DiDonato sang the role of Isolier in Rossini's Le comte Ory with the Metropolitan Opera in April 2011.

In April 2012, she sang the role of Mary Stuart in Donizetti's Maria Stuarda with the Houston Grand Opera,[14] repeating the role in the work's premiere performances at the Metropolitan Opera in January 2013.

Spring 2013 saw DiDonato starring in a new production of Rossini's La donna del lago given by The Royal Opera, Covent Garden. [15] A new production was mounted by The Santa Fe Opera during its 2013 festival season, also starring Joyce DiDonato with Lawrence Brownlee as Uberto. [16] For the first time in its 57-year history, The Santa Fe Opera added an extra performance of La donna del lago due to unprecedented ticket demand.[17]

On 7 September 2013 she performed at the Last Night of the Proms, singing arias by Massenet ("Je suis gris! je suis ivre!"), Handel ("Ombra mai fu"), and Rossini ("Tanti affetti in tal momento!") as well as "You'll Never Walk Alone" from the musical Carousel, "Over the Rainbow" from the Wizard of Oz as a bow to her home State of Kansas, and "Danny Boy"; she then led the audience into the traditional "Rule, Britannia!".[18] On September 21, 2013 she sang the role of Romeo as the Lyric Opera of Kansas City opened its season with Bellini's I Capuleti e i Montecchi.[19]

Awards[edit]

  • 2000: DiDonato was recognized as deserving the ARIA (Awards Recognizing Individual Artistry) award, which was given annually to American "vocal artists of exceptional ability and undeniable promise".[6]
  • 2002: DiDonato was given the Richard Tucker Award.[6]
  • 2003: DiDonato was the recipient of New York City Opera's Richard Gold Debut Award.
  • 2006: DiDonato received the Singer Award, part of the annual Royal Philharmonic Society Music Awards.
  • 2007: The mezzo-soprano won the Metropolitan Opera's Beverly Sills Award.[20]
  • 2010: In October she won the ECHO Klassik Award as Singer of the Year.[21]
  • 2012: DiDonato was voted into Gramophone's Hall of Fame.[22]
2012: At the 54th Grammy Awards, the "Grammy" for Best Classical Vocal Solo was awarded to DiDonato for her solo recording Diva Divo.[23]
  • 2013: She again received the ECHO accolade.[24]

Roles in operas[edit]

@ Indicates a world premiere

Recordings[edit]

Complete operas[edit]

Concerts[edit]

Recitals[edit]

Others[edit]

  • William Barnewitz: Long Road Home, DiDonato appears as a guest artist, released 2007, Avie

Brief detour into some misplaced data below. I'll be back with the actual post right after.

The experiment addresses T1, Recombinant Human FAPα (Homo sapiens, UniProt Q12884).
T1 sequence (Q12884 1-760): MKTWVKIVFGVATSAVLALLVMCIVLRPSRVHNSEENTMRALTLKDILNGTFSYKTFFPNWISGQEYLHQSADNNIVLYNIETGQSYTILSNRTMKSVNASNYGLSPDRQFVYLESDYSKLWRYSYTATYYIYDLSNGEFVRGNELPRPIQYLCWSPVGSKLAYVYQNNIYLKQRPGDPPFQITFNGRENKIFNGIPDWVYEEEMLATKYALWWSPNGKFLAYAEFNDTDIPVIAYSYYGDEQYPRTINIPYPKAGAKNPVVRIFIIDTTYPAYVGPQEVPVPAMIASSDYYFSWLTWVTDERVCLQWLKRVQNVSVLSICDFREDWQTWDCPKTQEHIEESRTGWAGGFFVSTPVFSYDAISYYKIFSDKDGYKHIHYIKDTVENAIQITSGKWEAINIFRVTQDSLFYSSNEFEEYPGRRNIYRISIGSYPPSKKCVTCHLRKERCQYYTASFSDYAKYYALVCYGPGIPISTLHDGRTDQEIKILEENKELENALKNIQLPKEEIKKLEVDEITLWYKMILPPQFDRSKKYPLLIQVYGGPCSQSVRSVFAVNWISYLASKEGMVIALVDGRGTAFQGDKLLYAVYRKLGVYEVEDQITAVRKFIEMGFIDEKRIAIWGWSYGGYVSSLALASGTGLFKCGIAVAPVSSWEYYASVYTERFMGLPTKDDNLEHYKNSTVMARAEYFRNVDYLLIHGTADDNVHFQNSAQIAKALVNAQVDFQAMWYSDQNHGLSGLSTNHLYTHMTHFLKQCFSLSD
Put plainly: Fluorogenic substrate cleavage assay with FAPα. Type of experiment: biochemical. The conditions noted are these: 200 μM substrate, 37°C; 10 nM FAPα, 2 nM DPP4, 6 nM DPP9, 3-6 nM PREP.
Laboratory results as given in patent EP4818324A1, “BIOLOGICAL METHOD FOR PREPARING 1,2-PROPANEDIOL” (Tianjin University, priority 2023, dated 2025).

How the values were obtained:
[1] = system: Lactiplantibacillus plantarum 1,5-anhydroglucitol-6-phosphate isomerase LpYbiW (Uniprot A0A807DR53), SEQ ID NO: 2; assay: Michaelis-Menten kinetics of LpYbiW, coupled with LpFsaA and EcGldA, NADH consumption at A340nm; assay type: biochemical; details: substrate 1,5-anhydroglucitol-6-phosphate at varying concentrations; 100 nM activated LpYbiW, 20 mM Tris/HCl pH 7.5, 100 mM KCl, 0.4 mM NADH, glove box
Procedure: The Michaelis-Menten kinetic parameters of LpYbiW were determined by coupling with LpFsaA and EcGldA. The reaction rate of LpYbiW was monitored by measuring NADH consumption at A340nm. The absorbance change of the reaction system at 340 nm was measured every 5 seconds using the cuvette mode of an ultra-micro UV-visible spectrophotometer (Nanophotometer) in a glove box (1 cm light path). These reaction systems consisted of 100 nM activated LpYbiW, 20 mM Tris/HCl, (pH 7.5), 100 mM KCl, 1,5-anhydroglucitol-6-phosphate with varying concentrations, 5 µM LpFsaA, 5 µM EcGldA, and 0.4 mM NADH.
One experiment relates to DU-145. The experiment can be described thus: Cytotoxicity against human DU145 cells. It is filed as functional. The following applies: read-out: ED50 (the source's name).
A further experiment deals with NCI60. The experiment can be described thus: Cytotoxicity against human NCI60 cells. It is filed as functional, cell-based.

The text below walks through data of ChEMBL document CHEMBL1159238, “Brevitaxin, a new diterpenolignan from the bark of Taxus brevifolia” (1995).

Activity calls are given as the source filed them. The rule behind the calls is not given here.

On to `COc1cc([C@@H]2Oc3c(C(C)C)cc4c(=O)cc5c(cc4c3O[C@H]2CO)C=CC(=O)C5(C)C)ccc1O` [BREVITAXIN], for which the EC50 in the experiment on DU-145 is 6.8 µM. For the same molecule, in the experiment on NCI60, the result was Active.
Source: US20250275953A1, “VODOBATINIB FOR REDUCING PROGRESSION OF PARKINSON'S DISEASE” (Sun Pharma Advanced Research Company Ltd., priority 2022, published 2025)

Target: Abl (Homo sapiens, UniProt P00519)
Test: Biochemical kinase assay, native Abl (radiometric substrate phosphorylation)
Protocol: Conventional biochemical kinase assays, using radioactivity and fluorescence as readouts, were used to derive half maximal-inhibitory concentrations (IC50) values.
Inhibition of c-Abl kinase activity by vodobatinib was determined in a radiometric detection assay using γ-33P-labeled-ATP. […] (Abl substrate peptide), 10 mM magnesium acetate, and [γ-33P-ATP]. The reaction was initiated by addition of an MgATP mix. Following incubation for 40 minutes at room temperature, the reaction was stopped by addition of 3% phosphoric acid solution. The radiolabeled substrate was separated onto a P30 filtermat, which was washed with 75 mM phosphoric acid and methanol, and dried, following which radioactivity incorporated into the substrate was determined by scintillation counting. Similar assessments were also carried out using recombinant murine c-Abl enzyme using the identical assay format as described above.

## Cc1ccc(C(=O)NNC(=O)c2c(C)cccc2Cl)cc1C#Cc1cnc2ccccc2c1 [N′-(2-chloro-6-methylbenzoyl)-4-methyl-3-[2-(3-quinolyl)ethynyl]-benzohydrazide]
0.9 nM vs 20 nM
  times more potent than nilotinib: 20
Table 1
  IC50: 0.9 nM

• Plácido Domingo's Operalia '98: A Tribute to Passion and Soul, released 1998, Montblanc

Film and television appearances[edit]

References[edit]

Notes

  1. ^ Kellow, Brian (December 2011). "The Sweet Voice of Reason". Opera News 76 (6). Retrieved May 17, 2013. 
  2. ^ Ross, p. 61
  3. ^ Wichita State University, Wichita, Kansas[dead link]
  4. ^ About Joyce DiDonato
  5. ^ Carie J. Delmar, "A conversation with mezzo-soprano Joyce DiDonato about her roller coaster ride to success amidst doubt and faith." on operaonline.us. Retrieved 17 November 2013
  6. ^ a b c Joyce DiDonato: mezzo-soprano (profile) on fanfaire.com. Retrieved 17 November 2013
  7. ^ "Houston Grand Opera presents RESURRECTION: An Opera in Two Acts", April 1999. Details of the opera on houstontheatre.com. Retrieved 17 November 2013
  8. ^ a b c d "Joyce DiDonato (Mezzo-soprano)" a profile on bach-cantatas.com. Retrieved 17 November 2013.
  9. ^ a b "About the Performer – Joyce DiDonato" on the Los Angeles Philharmonic website. Retrieved 17 November 2013
  10. ^ San Francisco Opera archives
  11. ^ Biography on joycedidonato.com. Retrieved 17 November 2013
  12. ^ Tommasini, Anthony, "Opera Singer Soldiers on After Onstage Accident", The New York Times July 7, 2009. Retrieved 17 November 2013
  13. ^ Joyce DiDonato: Schedule
  14. ^ "Mary Stuart". Houston Grand Opera. Retrieved April 23, 2012. 
  15. ^ Tim Ashley, "La Donna del Lago – review", The Guardian (London), 20 May 2013. Retrieved 17 November 2013.
  16. ^ Santa Fe Opera press release. Retrieved 10 July 2012
  17. ^ "La donna del lago Performance Added", Santa Fe Opera, July 17, 2013
  18. ^ "Prom 75: Last Night of the Proms"
  19. ^ Libby Hanssen, "Passionate, psychological Capulets and Montagues features hometown diva Joyce DiDonato", The Kansas City Star, 22 September 2013. Retrieved 23 September 2013
  20. ^ "Mezzo Joyce DiDonato Named Recipient of Met's Second Annual Beverly Sills Award", at operanews.com. Retrieved 20 November 2013
  21. ^ "Joyce DiDonato Wins 2010 German ECHO Klassik Singer of the Year Award", BroadwayWorld.com, 9 August 2010
  22. ^ "Joyce DiDonato (mezzo-soprano)". Gramophone. Retrieved 11 April 2012. 
  23. ^ Christopher Morris (February 13, 2012). "Adele's '21' wins album of the year at Grammys: Singer's 'Rolling in the Deep' nabs record of the year". Chicago Tribune. 
  24. ^ ECHO Klassik: 2013 Prize Winners
  25. ^ Rupert Christiansen, "La Donna del Lago, Royal Opera, Royal Opera House, review", The Telegraph (London), 18 May 2013

Cited sources

External links[edit]